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Cloudflare Launches New App Store for Websites, $100 Million Development Fund

Cloudflare Launches New Website App Store and Partners With Venture Firms to Launch $100 Million Development Fund

In December 2016 Cloudflare acquired Eager, a firm with a system for developing apps and integrating them into websites. The outcome of that acquisition is launched today with Cloudflare Apps, a free platform that enables developers to build apps and make them available to the 6 million websites that use the Cloudflare network.

In effect, Cloudflare is relaunching its own app store; but in a format that it now intends to grow. It has partnered with its first three venture capital investors to support app developers from a new $100 million Cloudflare Development Fund. Qualified developers will now have the opportunity to receive a cash investment, marketing support, and technical advice from the participating venture capital partners. 

That financing is in the same tradition as that used by Sun when it launched Java, by Apple when it launched the Apple Apps Platform, and by Salesforce when it launched force.com. "When we discussed our plans with our investors," Matthew Prince, co-founder and CEO of Cloudflare, told SecurityWeek, "it was their idea to establish financing to help developers produce the next big idea in value-added apps. Now, if a developer is interested in building some new app only made possible by the Cloudflare network, it can apply for financing to help make it possible."

The investors concerned are New Enterprise Associates (NEA), Venrock, and Pelion Venture Partners. Cloudflare's app platform is an exciting opportunity for developers and investors," commented Bryan Roberts, Partner, Venrock. "Building on the success of other app platforms like Java and the iPhone App Store, Cloudflare is giving entrepreneurs the opportunity to rethink and shape how the next generation of Internet companies get built."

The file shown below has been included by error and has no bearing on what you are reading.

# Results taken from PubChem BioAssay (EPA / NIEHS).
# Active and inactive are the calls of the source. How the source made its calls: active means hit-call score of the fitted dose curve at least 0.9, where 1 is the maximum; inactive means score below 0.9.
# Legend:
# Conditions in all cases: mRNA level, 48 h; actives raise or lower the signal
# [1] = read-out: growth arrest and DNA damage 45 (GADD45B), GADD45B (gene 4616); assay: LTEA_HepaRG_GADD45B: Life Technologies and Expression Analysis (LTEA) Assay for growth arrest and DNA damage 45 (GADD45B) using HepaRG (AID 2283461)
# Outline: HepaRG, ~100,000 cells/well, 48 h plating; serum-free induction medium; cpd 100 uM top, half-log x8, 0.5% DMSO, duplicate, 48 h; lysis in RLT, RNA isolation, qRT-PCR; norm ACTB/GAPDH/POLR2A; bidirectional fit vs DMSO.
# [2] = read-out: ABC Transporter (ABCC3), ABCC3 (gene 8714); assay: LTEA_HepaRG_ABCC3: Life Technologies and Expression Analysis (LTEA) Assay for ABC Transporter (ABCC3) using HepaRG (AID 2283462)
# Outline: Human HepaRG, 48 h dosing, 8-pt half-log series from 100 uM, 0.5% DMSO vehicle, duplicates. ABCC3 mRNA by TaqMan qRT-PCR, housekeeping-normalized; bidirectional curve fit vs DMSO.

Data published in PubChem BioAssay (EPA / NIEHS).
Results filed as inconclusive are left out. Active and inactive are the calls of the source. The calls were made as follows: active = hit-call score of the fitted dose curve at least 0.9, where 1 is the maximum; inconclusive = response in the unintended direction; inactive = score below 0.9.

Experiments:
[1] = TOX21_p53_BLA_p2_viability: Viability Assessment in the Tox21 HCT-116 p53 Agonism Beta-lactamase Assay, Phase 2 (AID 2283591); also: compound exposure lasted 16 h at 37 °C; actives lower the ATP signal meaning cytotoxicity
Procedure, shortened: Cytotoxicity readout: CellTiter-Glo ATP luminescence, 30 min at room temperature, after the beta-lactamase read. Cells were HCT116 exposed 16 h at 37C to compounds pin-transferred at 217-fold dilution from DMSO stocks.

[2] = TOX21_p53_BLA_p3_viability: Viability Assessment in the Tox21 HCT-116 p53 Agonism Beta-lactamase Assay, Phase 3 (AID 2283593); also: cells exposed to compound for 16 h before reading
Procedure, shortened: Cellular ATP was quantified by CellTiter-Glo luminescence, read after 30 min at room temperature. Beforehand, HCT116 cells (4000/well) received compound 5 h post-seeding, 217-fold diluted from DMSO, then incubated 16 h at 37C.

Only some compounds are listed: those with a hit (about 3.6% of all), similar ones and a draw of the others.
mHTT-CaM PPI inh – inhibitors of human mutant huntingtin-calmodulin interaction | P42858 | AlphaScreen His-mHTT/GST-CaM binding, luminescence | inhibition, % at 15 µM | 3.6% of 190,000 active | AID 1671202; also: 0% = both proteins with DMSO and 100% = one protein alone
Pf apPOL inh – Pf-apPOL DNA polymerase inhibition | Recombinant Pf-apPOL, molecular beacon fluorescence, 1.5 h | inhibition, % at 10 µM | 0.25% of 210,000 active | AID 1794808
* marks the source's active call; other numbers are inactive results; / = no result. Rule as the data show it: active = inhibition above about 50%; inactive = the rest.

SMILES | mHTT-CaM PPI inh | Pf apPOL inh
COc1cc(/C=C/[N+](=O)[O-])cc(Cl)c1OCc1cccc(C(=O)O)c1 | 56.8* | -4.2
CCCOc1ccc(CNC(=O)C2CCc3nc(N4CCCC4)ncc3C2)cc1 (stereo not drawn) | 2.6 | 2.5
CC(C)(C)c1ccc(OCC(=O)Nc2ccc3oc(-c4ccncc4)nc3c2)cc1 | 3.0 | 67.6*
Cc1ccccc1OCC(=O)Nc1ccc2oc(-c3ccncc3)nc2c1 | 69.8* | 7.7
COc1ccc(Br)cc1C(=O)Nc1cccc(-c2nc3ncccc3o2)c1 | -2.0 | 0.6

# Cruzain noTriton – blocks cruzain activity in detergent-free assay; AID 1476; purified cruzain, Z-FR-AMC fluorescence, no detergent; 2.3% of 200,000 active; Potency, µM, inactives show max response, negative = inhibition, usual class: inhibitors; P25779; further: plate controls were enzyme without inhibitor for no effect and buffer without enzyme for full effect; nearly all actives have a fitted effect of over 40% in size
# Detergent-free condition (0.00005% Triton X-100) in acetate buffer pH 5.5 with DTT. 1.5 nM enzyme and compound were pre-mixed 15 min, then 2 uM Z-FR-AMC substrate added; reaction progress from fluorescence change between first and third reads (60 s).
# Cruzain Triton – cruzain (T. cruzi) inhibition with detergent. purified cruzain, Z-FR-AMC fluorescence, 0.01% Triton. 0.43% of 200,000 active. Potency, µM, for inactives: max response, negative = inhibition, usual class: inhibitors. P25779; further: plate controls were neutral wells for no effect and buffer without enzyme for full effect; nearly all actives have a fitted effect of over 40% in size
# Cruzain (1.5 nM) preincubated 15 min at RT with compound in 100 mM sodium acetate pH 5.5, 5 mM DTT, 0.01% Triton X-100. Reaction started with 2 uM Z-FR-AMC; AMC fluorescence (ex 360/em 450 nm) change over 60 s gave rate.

Cloudflare has long offered a few apps, but nothing that could be called a serious app store. This new venture is intended to change that with a completely new platform. "The Apps Platform is a collection of APIs that allow developers to easily produce apps that can run across the network," Prince told SecurityWeek. "It's similar to the platform built by Apple. We make it easy for the developers to produce apps, and easy for them to get paid for those apps. The existing apps will continue to work; but we believe this will enable a whole new class of website apps that couldn't exist without a network like Cloudflare that can efficiently deploy the code globally. The platform allows developers to take advantage of Cloudflare resources around the world, and then be able to make it much easier for anyone, whether a small niche WordPress site or a large organization, to use those apps."

"When you build a startup, you need three things: a way to efficiently reach customers, a way to get paid, and capital to finance your development," explained Prince. Together the Cloudflare Apps Platform and Development Fund solve these three challenges."